The report highlights the results of collaborative studies of personalized anti-aging medicine and its impact into longevity and aging. Special attention is paid to the gene nets of cardiovascular diseases, renin-angiotensin system, diabetus mellitus, osteoporosis etc. Polymorphic variants of at least some particular genes such as ACE, AGT, PAII, MTHFR, APOE, also as metabolic genes, like GSTs and other oxidative stress markers (NOS) are considered as the most plausible candidates of the genes crucial for aging. Molecular analysis of these particular genes supplemented with relevant metabolic genes testing, responsible for efficiency of detoxification system might have substantial contribution into personalyzed anti - aging medicine. The data on allele frequencies distribution for 10 differenet genes in newborns (106), 119 middle age and 148 old people over 69 are presented Relevant gene testing supplemented with its adequate sophisticated interpretation and constructive recommendations might have substantial contribution to human health and should be considered as a new highly promising tool in anti-aging medicine “Gene - pass ” term is suggested for the individual DNA data bank reflecting increased personal susceptibility to these common disorders. Tremendous impact to its practical application could be achieved through wide scale application of biochip technology. The latter are already available or are in progress for a number of multifactorial diseases. Special attention is paid to Genetic Pass of Reproductive Health - a version of Genetic Pass adjusted to the needs of pregnant woman. Life in harmony with personal gene makeup remains indispensable prerequisite of longevity and good health..
Study on a possible effect of four longevity candidate genes (ACE, PON1, PPAR-gamma, APOE) on human fertility
R. M. Corbo1,2, L. Ulizzi1, L. Piombo1, R. Scacchi2;
1La Sapienza University, Rome, Italy, 2CNR Institute of Molecular Biology and Pathology, Rome, Italy.
Presentation Number: P07.080
A possible effect on fertility of four genes [angiotensin 1-converting enzyme (ACE), paraoxonase (PON1), peroxisome proliferator-activated receptor gamma (PPAR-g), and apolipoprotein E(APOE)] previously found associated with longevity was sought in order to determine whether they have a pleiotropic action at different life ages. The study population was 151 Italian subjects whose reproductive life took place at the beginning of the demographic transition (declining fertility and longer life expectancy) and who had produced a mean number of children (3.6±2.3) such as to be still useful to detect a differential reproductive efficiency associated with different genotypes.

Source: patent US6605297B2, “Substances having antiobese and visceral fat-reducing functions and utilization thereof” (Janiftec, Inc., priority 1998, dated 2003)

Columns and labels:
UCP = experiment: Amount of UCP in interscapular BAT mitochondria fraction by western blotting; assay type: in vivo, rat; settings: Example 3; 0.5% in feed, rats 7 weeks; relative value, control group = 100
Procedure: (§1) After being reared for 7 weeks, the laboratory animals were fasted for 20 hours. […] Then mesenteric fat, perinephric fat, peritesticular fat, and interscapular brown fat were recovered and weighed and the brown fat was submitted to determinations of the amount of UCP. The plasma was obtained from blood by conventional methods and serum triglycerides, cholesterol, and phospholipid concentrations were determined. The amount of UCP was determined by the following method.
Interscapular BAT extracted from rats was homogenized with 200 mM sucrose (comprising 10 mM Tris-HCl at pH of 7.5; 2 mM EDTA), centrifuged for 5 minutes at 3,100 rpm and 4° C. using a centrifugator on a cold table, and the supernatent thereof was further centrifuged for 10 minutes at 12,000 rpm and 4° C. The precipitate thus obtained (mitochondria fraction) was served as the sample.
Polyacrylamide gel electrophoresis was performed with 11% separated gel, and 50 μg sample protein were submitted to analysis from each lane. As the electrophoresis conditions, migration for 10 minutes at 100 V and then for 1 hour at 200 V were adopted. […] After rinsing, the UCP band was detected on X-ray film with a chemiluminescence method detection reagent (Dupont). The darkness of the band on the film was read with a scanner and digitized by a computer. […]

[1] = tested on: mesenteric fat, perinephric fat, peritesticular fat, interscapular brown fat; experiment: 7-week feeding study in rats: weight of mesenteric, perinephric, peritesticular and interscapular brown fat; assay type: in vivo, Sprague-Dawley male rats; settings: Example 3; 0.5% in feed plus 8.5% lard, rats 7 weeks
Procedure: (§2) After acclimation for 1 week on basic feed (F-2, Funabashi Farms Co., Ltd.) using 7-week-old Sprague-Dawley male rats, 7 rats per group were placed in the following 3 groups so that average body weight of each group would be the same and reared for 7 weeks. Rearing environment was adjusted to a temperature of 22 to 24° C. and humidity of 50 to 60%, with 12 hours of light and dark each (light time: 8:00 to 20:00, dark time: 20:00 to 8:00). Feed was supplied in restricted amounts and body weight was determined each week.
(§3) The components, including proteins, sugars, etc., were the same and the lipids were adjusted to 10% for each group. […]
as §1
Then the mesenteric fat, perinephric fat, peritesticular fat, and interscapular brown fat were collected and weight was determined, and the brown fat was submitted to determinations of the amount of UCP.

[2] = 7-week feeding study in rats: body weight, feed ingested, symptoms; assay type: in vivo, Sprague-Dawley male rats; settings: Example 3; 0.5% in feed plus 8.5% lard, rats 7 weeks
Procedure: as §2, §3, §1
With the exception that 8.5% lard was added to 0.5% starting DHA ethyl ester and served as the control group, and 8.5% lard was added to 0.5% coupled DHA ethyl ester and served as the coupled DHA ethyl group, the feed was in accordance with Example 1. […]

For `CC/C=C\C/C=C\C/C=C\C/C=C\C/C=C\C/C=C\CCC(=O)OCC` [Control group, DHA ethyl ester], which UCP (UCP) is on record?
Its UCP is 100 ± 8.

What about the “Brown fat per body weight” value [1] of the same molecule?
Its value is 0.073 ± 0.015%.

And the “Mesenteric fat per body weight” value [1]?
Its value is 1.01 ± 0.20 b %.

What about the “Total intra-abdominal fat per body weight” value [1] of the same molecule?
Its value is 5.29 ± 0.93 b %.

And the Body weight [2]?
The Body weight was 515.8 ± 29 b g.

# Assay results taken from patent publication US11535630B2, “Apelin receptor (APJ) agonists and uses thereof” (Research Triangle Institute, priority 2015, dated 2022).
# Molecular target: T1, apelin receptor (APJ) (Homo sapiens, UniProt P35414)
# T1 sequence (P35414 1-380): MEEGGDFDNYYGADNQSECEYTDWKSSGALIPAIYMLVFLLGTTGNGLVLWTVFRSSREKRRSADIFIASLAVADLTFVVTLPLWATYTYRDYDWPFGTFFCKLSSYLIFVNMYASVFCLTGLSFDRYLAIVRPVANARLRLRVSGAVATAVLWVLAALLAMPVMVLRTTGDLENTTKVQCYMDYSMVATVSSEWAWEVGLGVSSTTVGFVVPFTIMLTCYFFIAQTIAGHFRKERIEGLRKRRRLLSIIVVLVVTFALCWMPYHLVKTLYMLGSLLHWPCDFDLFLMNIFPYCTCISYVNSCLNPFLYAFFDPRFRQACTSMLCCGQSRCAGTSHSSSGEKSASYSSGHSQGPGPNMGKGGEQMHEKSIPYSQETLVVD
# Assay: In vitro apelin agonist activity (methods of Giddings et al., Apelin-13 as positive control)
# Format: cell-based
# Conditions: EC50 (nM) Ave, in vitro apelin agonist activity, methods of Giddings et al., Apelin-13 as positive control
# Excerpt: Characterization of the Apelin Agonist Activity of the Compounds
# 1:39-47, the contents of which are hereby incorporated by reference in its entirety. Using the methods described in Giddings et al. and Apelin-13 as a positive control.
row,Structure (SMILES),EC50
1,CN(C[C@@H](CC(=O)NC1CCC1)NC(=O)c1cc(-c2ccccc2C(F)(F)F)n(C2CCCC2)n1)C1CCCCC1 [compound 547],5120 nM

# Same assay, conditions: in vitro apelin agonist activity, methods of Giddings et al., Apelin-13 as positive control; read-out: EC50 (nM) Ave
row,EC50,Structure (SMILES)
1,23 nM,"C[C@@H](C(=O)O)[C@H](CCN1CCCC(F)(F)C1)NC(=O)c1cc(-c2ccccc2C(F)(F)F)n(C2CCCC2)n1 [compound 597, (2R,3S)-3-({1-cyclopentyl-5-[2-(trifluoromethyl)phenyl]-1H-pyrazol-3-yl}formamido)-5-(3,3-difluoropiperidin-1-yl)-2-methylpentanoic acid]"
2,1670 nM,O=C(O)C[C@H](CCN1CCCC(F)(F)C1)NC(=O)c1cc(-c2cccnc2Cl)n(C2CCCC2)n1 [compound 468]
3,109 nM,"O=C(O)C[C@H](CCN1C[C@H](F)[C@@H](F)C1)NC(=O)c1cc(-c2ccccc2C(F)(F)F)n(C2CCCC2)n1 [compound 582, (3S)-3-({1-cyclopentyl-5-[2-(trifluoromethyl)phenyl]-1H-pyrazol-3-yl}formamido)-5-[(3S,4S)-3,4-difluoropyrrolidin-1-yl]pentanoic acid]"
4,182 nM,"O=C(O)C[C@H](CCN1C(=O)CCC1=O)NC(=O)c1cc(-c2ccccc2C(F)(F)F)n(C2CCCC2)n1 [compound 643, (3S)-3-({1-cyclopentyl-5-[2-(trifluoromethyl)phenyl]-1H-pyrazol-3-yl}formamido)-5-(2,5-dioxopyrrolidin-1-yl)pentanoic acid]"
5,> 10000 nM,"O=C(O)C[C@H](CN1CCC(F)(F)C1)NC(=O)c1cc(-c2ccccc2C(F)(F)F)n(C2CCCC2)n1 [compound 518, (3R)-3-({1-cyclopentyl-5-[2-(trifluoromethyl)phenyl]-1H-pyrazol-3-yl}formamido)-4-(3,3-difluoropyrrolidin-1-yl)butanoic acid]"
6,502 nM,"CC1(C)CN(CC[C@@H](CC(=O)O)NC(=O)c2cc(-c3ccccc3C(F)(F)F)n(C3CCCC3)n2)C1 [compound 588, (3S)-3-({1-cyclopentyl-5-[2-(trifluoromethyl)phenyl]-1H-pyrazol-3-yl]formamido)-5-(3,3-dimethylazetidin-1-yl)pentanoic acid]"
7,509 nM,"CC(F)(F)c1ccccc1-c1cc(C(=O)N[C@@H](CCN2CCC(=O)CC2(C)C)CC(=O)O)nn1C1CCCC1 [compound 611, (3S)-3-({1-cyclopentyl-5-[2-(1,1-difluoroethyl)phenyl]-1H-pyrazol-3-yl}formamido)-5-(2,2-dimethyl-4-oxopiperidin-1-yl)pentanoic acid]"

Of these four longevity candidate genes, only PPAR-g and APOE appeared to have an effect on fertility, indicating their possible influence on reproductive efficiency. The PPAR-g Pro/Ala genotype, which in a previous study (Barbieri et el. 2004) showed a positive association with longevity only in men, was found associated with a higher number of children (6.1 ± 3.3) than Pro/Pro genotype (3.3 ± 1.9, p=0.001) only in men. Compared with the other APOE alleles, the APOE*2 allele, considered as an allele favouring a longer life-span, was confirmed to be associated with the lowest fertility (p=0.03). The logistic regression analysis indicated that APOE and PPAR-g polymorphisms act as independent determinants of reproductive efficiency. These data suggest that the APOE*2 allele may follow the model of antagonist pleiotropy, whereas the PPAR-g Pro/Ala genotype seems to exert beneficial effects both early in life and in advanced age in a gender-specific way.